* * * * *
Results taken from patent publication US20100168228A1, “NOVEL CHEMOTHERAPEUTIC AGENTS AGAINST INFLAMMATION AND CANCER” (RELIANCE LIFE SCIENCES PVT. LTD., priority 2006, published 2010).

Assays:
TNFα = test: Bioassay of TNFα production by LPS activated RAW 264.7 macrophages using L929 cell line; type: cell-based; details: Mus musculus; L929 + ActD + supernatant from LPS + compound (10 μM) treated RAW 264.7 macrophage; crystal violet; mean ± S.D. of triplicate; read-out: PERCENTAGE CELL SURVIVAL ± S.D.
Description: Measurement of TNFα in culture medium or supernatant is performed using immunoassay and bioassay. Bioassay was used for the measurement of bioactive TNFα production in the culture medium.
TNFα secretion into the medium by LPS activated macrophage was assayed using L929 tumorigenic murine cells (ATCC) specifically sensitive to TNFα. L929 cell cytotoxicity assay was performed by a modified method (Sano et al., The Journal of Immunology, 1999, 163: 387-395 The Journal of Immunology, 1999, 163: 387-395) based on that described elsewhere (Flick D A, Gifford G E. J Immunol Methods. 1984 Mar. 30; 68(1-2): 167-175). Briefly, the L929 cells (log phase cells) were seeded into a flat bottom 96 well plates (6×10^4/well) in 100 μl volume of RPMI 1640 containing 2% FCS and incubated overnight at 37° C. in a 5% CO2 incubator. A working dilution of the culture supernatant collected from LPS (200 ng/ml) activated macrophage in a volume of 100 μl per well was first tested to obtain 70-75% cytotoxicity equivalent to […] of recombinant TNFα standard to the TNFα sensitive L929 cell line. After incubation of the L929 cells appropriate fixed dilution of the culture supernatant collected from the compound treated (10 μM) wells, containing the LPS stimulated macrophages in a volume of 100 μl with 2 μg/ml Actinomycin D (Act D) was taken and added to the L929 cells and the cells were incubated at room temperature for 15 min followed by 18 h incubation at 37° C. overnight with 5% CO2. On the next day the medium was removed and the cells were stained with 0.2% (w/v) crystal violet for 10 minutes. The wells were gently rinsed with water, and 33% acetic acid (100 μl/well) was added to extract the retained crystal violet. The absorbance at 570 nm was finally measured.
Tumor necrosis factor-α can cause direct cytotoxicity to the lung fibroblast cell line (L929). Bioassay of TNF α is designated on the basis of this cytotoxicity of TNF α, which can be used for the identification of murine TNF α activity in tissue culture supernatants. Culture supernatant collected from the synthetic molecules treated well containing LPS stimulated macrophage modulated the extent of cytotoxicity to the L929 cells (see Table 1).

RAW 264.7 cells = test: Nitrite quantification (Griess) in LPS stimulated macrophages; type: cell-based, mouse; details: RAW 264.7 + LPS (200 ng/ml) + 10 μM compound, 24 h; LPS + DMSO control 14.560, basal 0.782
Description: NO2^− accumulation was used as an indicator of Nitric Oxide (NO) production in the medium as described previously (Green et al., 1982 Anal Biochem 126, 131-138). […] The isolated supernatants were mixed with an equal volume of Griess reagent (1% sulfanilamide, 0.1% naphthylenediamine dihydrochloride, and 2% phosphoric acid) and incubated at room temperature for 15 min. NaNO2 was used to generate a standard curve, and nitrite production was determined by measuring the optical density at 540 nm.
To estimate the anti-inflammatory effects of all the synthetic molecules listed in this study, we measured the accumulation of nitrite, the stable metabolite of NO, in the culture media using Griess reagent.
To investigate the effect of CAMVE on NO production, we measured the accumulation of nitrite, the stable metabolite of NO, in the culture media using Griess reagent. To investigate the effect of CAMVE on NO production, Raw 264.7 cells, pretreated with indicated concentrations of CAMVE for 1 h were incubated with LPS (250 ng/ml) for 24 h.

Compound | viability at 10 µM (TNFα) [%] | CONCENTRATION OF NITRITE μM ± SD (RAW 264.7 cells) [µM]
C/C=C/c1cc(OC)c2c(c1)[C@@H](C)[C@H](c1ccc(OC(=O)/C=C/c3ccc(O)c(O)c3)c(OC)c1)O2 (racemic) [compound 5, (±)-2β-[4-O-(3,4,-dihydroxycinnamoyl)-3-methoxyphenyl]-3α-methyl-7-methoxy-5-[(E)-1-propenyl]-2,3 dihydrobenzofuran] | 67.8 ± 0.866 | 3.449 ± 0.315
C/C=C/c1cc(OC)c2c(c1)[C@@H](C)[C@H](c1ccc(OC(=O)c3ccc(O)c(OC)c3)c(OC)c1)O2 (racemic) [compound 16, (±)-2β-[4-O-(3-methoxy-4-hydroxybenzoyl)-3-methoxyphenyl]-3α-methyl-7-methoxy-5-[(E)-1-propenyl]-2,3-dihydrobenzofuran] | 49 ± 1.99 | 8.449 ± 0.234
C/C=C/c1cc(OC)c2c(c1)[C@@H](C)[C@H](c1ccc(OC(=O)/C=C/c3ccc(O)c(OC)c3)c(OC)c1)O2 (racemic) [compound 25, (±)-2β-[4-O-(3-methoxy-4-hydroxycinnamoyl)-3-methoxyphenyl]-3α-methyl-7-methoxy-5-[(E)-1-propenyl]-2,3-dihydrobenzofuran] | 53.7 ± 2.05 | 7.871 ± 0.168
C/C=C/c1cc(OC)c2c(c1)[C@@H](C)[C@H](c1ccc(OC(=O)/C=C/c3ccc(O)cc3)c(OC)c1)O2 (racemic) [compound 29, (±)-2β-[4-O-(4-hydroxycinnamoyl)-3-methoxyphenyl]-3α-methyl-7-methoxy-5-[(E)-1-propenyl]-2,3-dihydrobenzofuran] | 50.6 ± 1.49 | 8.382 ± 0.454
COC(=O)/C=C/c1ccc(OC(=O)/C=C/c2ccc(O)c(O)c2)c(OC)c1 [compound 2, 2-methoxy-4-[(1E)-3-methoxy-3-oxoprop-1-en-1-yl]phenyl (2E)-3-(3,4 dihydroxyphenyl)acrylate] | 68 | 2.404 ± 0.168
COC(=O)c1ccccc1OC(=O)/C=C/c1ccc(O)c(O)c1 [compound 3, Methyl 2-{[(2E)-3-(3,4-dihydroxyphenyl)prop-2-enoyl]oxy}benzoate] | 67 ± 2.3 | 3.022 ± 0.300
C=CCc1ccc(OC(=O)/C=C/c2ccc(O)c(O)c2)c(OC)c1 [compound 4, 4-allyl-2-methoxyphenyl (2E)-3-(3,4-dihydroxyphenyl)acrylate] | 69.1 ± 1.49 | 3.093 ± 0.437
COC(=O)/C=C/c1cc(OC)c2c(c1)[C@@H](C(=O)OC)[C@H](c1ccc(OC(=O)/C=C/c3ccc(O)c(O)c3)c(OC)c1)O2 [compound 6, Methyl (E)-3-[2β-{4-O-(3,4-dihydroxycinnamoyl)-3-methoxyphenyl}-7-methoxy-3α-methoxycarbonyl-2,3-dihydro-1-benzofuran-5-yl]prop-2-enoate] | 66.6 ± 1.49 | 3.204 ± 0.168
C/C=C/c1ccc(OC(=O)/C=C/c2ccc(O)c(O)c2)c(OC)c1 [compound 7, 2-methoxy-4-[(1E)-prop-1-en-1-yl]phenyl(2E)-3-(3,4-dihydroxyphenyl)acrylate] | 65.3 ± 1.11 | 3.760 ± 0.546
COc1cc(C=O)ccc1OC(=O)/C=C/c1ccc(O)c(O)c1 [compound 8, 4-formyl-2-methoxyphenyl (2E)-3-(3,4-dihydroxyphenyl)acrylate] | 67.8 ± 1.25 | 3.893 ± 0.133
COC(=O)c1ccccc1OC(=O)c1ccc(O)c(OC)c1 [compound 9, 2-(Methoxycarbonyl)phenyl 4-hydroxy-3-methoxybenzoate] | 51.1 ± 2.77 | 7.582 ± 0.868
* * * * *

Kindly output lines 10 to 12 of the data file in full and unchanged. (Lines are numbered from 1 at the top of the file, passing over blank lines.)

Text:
To investigate the effect of CAMVE on NO production, we measured the accumulation of nitrite, the stable metabolite of NO, in the culture media using Griess reagent. To investigate the effect of CAMVE on NO production, Raw 264.7 cells, pretreated with indicated concentrations of CAMVE for 1 h were incubated with LPS (250 ng/ml) for 24 h.

Compound | viability at 10 µM (TNFα) [%] | CONCENTRATION OF NITRITE μM ± SD (RAW 264.7 cells) [µM]
C/C=C/c1cc(OC)c2c(c1)[C@@H](C)[C@H](c1ccc(OC(=O)/C=C/c3ccc(O)c(O)c3)c(OC)c1)O2 (racemic) [compound 5, (±)-2β-[4-O-(3,4,-dihydroxycinnamoyl)-3-methoxyphenyl]-3α-methyl-7-methoxy-5-[(E)-1-propenyl]-2,3 dihydrobenzofuran] | 67.8 ± 0.866 | 3.449 ± 0.315